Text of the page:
What's a “Technician” to Do?: Theorizing and Articulating MOOC Maintenance Concerns

What's a “Technician” to Do?: Theorizing and Articulating MOOC Maintenance Concerns

Thomas Patrick Henry (Utah Valley University, USA)
Copyright: © 2017 |Pages: 16
DOI: 10.4018/978-1-5225-1718-4.ch014
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Abstract

Karl Marx wrote about the importance of the worker in the role of machinery. Further, Marx discusses how machines replace the role of the factory workers. With the workers replaced, the care of the machines is left to technicians, who continually repair and maintain the machines. MOOCs exist under similar circumstances. Just as a machine may replace workers on a production line, a single MOOC replaces classroom instructors. Thus, the teacher/designer, the one who maintains the MOOC, exists in similar conditions as Marx's worker and Ellul's technician. Using a Marxist lens, one can examine closer how these sorts of theoretical concerns espoused by Marx, Ellul, and other thinkers in technology consider the design and use of MOOCs. The MOOC must either be constantly updated (with new and fresh information) or perish (to be replaced by a better MOOC). In this chapter, the author will flush out other challenges within the scope of MOOC maintenance, delivery, and other concerns as they connect to MOOC infrastructure and issue of maintenance.
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Introduction

Like every other instrument for increasing the productivity of labour, machinery is intended to cheapen commodities… (Marx, 1992, p.492)

Massive Online Open Courses (or MOOCs) exist in a dubious state. Once considered a technology that would change teaching and the landscape of course delivery, research definitively demonstrates that MOOCs are underperforming. With a nearly 90% dropout rate, concerns about their lack of effectiveness run rampant (p.11). Some academics even posit that MOOCs may be more superficially significant than useful. An article in the Chronicle of Higher Education suggested with emphasis, “THE YEAR OF THE MOOCs HAS COME AND GONE” (Sturgis, 2015, p.11). Yet, we cannot deny that MOOCs carry inherent disadvantages. The retention of students who enroll in MOOCs is problematized by several factors. Massachusetts Institute of Technology physicist, David Pritchard, and other researchers who teach MOOCs have not found them to be entirely sustainable in terms of retention or in terms of being effective business models. Half of the 17,000 people who signed up for Pritchard’s course did not show up for the first day of class (Pope, 2015, p.69). To further jeopardize the success of his MOOCs, Pritchard confessed that only about ten percent of these students actually made it as far as the second assignment (Pope, 2015, p.70). Teaching even more conventional online courses, one is easily familiar with the horrendous rates of immediate attrition and even larger rates of those who eventually drop the course. Thus, the retention problems inherent with most MOOCs are no surprise; we see these sorts of behaviors in the microcosms of conventional online courses.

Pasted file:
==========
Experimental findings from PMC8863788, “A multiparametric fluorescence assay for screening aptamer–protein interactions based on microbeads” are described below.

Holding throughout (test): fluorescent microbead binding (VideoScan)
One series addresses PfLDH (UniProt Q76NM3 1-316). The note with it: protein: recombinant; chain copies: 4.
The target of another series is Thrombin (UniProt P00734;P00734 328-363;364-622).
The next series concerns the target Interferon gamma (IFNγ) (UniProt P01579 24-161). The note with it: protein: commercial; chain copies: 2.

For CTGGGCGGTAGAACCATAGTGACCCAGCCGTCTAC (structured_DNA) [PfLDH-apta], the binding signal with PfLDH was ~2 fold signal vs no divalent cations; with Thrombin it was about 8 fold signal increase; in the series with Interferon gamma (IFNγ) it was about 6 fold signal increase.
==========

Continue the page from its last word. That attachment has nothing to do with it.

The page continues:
Competition spurred among universities who sponsor MOOCs is also significant. These days, everyone seems to be making an investment towards what seems like the newest and hottest ticket in higher education: online education. Universities are in a rush to claim online spaces of instruction before the market begins to implode sending students to the cheapest courses with the biggest brands. With such growth and competition between MOOCs, comes an inevitable economic and procedural concern: Everyone wants their MOOC to be the best. Everyone wants their MOOC to dominate in a particular course or discipline. However, with the leading MOOC, comes, what is, an erroneous conception of technological and educational superiority. Conflating the issue, the schools with the biggest budgets will no-doubt work the hardest and spend the most money to construct the most dynamic MOOCs to claim such superiority. Why? Because, they have the resources to do it. Looking forward, Sebastian Thrun, co-founder of the MOOC provider Udacity supports such suppositions while claiming that in fifty years, ten institutions would be responsible for delivering all of higher education (Pope, 2015, p. 69).

Key Terms in this Chapter

Technocracy: A society based on elite technologies and/or elite use of technology to establish control on the proletariat (or, worker-class/wage-earning class) from Andrew Feenberg, Neil Postman, et al.

Technician: A craftsman or worker who is skilled in the production of a product or service from Jacques Ellul.

Massive Open Online Course (or MOOC): A public online learning environment (or course) on a particular subject.

Attrition: The act of “dropping out” or quitting online (or conventional face-to-face courses) and the ensuing struggle to retain them.

Artificial Intelligence: A machine or technology capable of autonomous (or independent) operation.

Technique: The craft, method, or approach of a worker or skilled laborer to the production of a product/service from Jacques Ellul.

Social Networking: A system of interconnected computers (and their users) who exchange social information through a form of technology.

Technological Determinism: The belief that a society is driven by technology, which is the result of weakness of social structure or culture from Andrew Feenberg.

Software Testing: A stage or subset of the software design lifecycle, focusing on multiple methods of sustaining or maintaining software in multiple environments.

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